ound in class 'org.apache.jmeter.samplers.SampleSaveConfiguration'
---- Debugging information ----
message : No field 'sentBytes' found in class 'org.apache.jmeter.samplers.SampleSaveConfiguration'
cause-exception : com.thoughtworks.xstream.converters.reflection.MissingFieldException
cause-message : No field 'sentBytes' found in class 'org.apache.jmeter.samplers.SampleSaveConfiguration'
class : org.apache.jmeter.samplers.SampleSaveConfiguration
required-type : org.apache.jmeter.samplers.SampleSaveConfiguration
converter-type : org.apache.jmeter.save.converters.SampleSaveConfigurationConverter
path : /jmeterTestPlan/hashTree/hashTree/hashTree/ResultCollector/objProp/value/sentBytes
line number : 97
class[1] : org.apache.jmeter.testelement.property.ObjectProperty
converter-type[1] : com.thoughtworks.xstream.converters.reflection.ReflectionConverter
class[2] : org.apache.jmeter.reporters.ResultCollector
converter-type[2] : org.apache.jmeter.save.converters.TestElementConverter
class[3] : org.apache.jorphan.collections.ListedHashTree
converter-type[3] : org.apache.jmeter.save.converters.HashTreeConverter
------------------------------- : No field 'sentBytes' found in class 'org.apache.jmeter.samplers.SampleSaveConfiguration' : No field 'sentBytes' found in class 'org.apache.jmeter.samplers.SampleSaveConfiguration'

Resolution:

The problem is caused by the config file (.jmx) being created with JMeter version 3.1, but Maven using JMeter Version 2.9.

Download and extract Apache JMeter version 2.9 from here. Use this version of Apache JMeter to create the JMX file you later use in the Maven JMeter plugin.

Summary

In this blog post, we have learned how to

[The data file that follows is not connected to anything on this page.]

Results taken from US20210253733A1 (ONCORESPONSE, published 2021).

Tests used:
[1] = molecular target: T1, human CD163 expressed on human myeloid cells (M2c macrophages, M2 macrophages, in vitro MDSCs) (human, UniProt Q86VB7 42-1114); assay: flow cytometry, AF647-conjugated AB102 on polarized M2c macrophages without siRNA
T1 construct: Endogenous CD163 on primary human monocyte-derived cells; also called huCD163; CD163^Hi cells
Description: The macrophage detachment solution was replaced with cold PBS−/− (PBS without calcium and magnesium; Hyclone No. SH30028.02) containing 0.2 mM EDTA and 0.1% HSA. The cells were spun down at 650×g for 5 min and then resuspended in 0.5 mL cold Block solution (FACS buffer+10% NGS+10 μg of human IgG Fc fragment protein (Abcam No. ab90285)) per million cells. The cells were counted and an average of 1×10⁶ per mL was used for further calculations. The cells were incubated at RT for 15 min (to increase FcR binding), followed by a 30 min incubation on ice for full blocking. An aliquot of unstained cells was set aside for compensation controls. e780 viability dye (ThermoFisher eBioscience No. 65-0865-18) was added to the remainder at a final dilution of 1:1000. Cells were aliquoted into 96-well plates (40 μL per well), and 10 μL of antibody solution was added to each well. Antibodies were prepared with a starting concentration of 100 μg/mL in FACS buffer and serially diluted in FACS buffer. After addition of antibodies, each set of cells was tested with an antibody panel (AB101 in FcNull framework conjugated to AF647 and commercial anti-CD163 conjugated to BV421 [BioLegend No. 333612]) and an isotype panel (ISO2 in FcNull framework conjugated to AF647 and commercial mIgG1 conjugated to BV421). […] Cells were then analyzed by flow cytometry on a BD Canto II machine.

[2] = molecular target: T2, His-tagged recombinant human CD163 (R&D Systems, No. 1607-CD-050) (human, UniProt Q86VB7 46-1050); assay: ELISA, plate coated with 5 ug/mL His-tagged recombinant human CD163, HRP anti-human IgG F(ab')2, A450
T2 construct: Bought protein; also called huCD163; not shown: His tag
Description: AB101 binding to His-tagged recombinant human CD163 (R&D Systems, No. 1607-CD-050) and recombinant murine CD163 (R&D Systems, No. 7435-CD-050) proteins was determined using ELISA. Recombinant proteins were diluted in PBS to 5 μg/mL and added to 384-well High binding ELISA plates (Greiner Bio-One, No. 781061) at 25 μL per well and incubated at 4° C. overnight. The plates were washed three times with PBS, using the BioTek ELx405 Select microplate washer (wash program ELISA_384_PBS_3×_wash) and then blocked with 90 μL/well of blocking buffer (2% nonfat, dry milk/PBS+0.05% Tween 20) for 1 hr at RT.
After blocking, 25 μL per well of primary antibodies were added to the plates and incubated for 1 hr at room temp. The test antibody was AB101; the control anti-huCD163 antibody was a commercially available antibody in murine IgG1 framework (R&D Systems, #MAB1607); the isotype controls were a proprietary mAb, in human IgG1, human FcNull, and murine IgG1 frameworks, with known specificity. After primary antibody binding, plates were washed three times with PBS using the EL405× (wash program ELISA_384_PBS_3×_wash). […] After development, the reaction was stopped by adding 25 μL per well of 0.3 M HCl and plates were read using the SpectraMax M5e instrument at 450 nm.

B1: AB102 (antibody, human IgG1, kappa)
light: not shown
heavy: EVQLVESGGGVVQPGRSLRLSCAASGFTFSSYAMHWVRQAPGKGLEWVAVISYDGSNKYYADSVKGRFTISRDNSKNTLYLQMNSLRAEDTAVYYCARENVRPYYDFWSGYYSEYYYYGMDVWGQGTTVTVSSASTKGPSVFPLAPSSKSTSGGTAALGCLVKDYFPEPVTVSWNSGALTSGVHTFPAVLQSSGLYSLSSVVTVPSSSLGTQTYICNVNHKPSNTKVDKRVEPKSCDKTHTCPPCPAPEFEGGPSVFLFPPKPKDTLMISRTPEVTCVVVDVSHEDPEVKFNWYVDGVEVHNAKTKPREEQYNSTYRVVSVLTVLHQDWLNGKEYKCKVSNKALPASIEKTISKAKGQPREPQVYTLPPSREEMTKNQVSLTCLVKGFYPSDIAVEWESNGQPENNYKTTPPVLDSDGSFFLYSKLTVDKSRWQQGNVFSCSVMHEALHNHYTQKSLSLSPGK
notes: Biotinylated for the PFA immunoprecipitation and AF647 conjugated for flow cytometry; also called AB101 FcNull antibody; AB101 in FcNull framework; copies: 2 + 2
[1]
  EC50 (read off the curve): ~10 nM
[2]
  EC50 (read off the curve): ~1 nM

1. Installed JMeter locally
  2. Copied and adapted a base test plan
  3. Tested the JMeter performance tests locally
  4. Integrated JMeter into Maven (helps to automatically download and spin up JMeter on Jenkins)
  5. Started the server on Jenkins in the Background
  6. Run JMeter on Jenkins using Maven
  7. Collected the created Performance Reports using the Jenkins JMeter plugin

After I have found out that the latest Maven JMeter plugin version is using an older JMeter version than the one I had used to create the test plan, and that the test plan is not backwards compatible (see appendix A), the installation process was straightforward.

Note that the performance tests put quite a bit of strain to your Jenkins server. In this blog post, the software as well as the JMeter process are run on the same machine. Looking at my own system, ~70% of the CPU was consumed by the server, while JMeter got the rest during a performance measurement. In a professional environment, you will want to run the server on a separate environment with defined resource constraints that are not shared with other processes. Moreover, you need to make sure that the JMeter measurements are not limited by the resources of the measuring device; i.e. you need to carefully monitor the resources consumed by JMeter itself.

Further Reading

 

Advertisements

Leave a Reply

Fill in your details below or click an icon to log in:

WordPress.com Logo

You are commenting using your WordPress.com account. Log Out / Change )

Twitter picture

You are commenting using your Twitter account. Log Out / Change )

Facebook photo

You are commenting using your Facebook account. Log Out / Change )

Google+ photo

You are commenting using your Google+ account. Log Out / Change )

Connecting to %s